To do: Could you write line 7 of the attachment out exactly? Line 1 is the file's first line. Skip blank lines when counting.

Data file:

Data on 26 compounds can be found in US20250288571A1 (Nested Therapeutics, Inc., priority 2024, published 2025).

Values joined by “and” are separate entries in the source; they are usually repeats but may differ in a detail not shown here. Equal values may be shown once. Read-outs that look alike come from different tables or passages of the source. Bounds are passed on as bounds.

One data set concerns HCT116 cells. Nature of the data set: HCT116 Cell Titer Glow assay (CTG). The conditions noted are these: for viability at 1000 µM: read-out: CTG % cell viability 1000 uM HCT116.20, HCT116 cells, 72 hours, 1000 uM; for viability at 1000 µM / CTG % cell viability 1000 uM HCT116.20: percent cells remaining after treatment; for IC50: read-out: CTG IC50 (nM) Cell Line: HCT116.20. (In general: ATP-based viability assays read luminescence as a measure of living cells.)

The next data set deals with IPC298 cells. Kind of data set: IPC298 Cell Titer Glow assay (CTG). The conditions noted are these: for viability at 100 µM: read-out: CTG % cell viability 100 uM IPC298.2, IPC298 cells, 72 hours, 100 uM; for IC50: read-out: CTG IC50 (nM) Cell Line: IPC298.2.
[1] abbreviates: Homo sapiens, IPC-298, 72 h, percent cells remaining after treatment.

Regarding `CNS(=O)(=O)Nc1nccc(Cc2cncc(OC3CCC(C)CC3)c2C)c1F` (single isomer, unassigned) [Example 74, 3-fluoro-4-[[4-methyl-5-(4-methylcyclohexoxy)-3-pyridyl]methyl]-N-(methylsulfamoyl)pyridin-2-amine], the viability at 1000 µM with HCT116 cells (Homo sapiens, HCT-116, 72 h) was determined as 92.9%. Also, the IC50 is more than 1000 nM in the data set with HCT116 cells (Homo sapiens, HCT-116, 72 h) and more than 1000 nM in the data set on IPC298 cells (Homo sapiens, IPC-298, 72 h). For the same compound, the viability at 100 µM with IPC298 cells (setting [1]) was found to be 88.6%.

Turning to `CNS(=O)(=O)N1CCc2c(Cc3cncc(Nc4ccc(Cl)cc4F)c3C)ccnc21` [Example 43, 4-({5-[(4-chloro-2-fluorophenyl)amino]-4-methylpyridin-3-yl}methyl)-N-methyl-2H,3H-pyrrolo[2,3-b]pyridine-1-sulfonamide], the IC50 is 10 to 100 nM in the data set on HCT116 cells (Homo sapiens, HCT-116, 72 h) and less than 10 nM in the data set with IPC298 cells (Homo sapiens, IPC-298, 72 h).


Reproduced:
Turning to `CNS(=O)(=O)N1CCc2c(Cc3cncc(Nc4ccc(Cl)cc4F)c3C)ccnc21` [Example 43, 4-({5-[(4-chloro-2-fluorophenyl)amino]-4-methylpyridin-3-yl}methyl)-N-methyl-2H,3H-pyrrolo[2,3-b]pyridine-1-sulfonamide], the IC50 is 10 to 100 nM in the data set on HCT116 cells (Homo sapiens, HCT-116, 72 h) and less than 10 nM in the data set with IPC298 cells (Homo sapiens, IPC-298, 72 h).